MANILA – The Philippines can be a regional hub for the manufacturing of electric vehicle (EV) components such as auto-electronics, charging stations, and battery, the country’s top official said Thursday.
Speaking at the 8th Philippine Electric Vehicle Summit held online Thursday, Department of Trade and Industry (DTI) Secretary Ramon Lopez said the country has three key advantages in the global EV industry.
These include the country’s strong electronics and electronic parts sector, mineral resources, and development of its competency in EV technology, he said.
“More than just locally manufacturing e-PUVs (public utility vehicles), let us envision the Philippines to be a globally competitive and innovative manufacturing hub for strategic EV parts and components like auto-electronics, charging stations, and EV batteries,” he added.
The DTI chief said EV industry can leverage on the domestic electronics manufacturing strengths and developing auto-electronics and EV components.
The industry shares more than 50 percent of Philippine exports.
Lopez added the Philippines is rich in mineral resources, such as nickel and cobalt that are used for producing batteries.
“In fact, the Philippines hosts 5 percent of global nickel reserves and 4 percent of global cobalt reserves. Let us make use of these valuable reserves to produce high value products such as batteries,” he said.
He said the Philippine Nickel Industry Association (PNIA) has partnered with the Power Battery Application Committee of China Industrial Association of Power Sources (CIAPS-PBA) to deepen the Philippine nickel industry’s participation in the global supply chain for battery production.
He added local EV manufacturer Tojo Motors has partnered with the CIAPS-PBA for the sourcing of battery cells and with Jiangsu Highstar Battery Manufacturing Company for the local assembly of EV batteries.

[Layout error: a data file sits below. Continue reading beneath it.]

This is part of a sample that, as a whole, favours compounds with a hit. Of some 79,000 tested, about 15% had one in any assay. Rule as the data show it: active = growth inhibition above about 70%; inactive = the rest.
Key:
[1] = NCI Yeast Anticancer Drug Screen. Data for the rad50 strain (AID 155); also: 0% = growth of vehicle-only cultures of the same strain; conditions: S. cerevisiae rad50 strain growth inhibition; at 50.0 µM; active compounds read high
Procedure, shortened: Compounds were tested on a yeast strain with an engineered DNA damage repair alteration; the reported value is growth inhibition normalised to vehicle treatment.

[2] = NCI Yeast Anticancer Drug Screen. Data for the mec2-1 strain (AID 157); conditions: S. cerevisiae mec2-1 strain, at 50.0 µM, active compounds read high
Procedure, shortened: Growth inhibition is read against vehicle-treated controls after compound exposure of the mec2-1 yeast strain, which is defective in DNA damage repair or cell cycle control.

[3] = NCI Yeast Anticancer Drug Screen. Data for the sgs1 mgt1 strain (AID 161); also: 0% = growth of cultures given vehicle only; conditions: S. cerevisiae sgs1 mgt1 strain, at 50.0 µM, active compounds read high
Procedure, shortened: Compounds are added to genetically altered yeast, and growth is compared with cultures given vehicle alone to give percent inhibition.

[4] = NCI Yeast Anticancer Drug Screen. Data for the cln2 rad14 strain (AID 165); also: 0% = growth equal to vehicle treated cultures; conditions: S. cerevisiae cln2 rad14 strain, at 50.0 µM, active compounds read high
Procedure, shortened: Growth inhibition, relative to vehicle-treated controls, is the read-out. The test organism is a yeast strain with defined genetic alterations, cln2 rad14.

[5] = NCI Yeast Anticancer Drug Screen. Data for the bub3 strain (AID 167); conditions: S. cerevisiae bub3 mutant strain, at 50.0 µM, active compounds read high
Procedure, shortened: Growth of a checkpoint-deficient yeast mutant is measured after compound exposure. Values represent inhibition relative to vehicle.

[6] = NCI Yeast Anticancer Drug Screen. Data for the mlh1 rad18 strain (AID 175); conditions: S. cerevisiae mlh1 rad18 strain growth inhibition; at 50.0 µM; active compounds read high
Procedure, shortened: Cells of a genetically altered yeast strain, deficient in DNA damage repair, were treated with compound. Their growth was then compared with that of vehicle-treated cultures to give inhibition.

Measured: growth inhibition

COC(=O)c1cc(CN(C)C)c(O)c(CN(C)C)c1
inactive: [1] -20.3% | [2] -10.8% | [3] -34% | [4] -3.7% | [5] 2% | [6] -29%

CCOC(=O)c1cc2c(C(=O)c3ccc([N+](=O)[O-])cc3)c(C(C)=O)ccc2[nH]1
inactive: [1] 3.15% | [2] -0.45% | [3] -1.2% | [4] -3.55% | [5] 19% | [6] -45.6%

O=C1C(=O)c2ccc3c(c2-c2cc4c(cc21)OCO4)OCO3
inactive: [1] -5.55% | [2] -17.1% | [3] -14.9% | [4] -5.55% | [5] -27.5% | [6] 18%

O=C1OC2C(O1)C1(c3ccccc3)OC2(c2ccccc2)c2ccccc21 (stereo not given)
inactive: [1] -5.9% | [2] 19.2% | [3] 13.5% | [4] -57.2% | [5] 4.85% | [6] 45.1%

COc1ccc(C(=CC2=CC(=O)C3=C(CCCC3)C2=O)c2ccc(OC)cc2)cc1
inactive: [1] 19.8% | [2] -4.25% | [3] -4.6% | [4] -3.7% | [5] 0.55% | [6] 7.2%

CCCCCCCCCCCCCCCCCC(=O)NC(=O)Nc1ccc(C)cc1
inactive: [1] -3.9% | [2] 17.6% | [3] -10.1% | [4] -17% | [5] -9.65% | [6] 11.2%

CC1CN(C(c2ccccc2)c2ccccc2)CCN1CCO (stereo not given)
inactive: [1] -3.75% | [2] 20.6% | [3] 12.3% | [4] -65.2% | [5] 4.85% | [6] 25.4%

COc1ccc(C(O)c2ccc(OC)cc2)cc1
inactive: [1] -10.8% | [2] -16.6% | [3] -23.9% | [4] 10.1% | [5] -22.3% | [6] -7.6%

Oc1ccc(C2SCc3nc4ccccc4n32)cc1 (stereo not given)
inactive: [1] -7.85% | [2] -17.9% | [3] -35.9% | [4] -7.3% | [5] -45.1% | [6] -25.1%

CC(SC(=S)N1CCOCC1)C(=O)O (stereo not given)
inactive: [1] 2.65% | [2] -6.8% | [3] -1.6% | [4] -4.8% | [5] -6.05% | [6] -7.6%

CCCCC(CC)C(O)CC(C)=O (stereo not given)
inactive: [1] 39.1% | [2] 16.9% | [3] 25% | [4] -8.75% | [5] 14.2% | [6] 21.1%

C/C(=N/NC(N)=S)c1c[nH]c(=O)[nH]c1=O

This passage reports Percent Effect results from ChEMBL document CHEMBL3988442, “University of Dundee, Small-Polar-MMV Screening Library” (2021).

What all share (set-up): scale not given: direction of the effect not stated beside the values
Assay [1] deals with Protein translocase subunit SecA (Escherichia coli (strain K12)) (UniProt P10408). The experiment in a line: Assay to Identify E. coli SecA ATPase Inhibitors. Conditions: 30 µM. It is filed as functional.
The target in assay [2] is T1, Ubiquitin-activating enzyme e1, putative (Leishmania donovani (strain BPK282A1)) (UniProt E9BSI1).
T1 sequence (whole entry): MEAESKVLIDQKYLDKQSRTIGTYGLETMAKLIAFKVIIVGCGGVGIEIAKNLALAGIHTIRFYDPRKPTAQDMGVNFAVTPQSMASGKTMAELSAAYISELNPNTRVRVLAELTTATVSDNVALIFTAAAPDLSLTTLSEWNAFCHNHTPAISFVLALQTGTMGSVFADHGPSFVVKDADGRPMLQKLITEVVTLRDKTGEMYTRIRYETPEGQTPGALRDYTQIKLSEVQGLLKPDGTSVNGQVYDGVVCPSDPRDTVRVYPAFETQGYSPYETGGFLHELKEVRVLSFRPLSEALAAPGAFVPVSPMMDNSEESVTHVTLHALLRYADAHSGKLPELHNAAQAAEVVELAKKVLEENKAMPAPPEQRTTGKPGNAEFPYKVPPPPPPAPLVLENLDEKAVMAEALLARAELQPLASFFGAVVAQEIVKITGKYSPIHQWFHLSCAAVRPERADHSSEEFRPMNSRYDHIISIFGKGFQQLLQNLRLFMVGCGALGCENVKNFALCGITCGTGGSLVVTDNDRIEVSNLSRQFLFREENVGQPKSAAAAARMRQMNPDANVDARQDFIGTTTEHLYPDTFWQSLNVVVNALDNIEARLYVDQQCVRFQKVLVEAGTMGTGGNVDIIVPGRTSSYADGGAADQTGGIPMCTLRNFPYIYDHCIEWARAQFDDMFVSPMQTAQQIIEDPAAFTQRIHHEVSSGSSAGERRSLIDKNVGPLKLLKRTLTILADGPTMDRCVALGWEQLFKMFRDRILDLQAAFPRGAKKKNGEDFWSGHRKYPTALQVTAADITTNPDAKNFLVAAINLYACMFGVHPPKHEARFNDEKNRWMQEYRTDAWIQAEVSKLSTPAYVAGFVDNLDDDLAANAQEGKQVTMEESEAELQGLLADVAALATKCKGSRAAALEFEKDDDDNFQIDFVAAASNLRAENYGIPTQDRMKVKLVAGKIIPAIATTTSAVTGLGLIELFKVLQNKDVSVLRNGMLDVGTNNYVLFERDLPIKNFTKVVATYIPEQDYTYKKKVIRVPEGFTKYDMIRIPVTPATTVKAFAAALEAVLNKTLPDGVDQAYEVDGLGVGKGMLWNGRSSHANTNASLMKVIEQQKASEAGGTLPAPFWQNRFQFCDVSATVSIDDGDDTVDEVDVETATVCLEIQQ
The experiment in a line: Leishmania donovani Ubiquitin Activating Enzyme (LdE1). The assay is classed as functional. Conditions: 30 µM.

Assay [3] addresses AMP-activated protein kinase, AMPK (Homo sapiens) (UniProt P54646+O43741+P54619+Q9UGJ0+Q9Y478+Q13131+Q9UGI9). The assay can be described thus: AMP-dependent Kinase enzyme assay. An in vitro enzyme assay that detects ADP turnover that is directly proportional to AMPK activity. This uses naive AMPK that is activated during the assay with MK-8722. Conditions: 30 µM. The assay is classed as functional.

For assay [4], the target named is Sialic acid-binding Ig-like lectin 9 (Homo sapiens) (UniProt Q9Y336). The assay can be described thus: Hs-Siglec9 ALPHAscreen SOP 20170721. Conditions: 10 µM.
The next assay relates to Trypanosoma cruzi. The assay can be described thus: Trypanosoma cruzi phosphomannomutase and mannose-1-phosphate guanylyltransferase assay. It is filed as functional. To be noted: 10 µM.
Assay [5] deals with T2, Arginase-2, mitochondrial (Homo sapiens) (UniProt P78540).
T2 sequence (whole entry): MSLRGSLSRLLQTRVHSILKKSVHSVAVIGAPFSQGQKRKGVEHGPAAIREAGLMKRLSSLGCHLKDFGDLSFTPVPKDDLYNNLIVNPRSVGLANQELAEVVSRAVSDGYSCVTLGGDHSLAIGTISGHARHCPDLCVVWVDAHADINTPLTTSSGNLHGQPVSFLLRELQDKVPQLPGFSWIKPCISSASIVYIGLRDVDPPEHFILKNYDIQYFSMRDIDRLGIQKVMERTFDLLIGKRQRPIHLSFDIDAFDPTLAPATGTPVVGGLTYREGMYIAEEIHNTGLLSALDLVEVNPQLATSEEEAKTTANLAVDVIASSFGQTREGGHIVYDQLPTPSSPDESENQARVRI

Lopez further said the country can develop its competency in EV technology like what it did for the aerospace industry by developing higher value design engineering for aerospace parts.
“On our end, the government is committed in its support to enable the Philippine EV industry, especially in helping manufacturers and promoting demand,” he said.
He cited fiscal and non-fiscal incentives being offered to EV industry investors through the Board of Investments (BOI) as the sector is part of the Investments Priorities Plan.
“We also have the Motor Vehicle Development Program (MVDP) and Executive Order 488. Likewise, the EV industry will benefit from the government’s PUV Modernization Program and DTI-BOI’s e-Mobility Initiatives,” Lopez added.
EV industry is also part of the priority sector under DTI’s Inclusive Innovation Industrial Strategy promoting the adoption of the Fourth Industrial Revolution.
The DTI chief also envisions the country to tap the global EV market.
Citing data from the International Energy Agency, global sales of electric cars in 2019 increased by 40 percent even the overall car market declined by 15 percent.
“That’s an additional 2.1 million EVs for a total of 7.2 million in the world today. This is the future and their transformation has started. We should not be left behind,” Lopez said.
He added the local EV industry is growing as major automobile brands, such as Mitsubishi and Nissan bring in their EV models in the Philippine market.
Korean carmaker Hyundai has already introduced its EVs in the Philippines.
Lopez said there are around 50 industry players, including EV manufacturers such as Bemac, Tojo Motors, and Star.
These local EV players annually produce 150,000 units of wide range EV products with combined project costs of PHP1.31 billion, he noted. (PNA)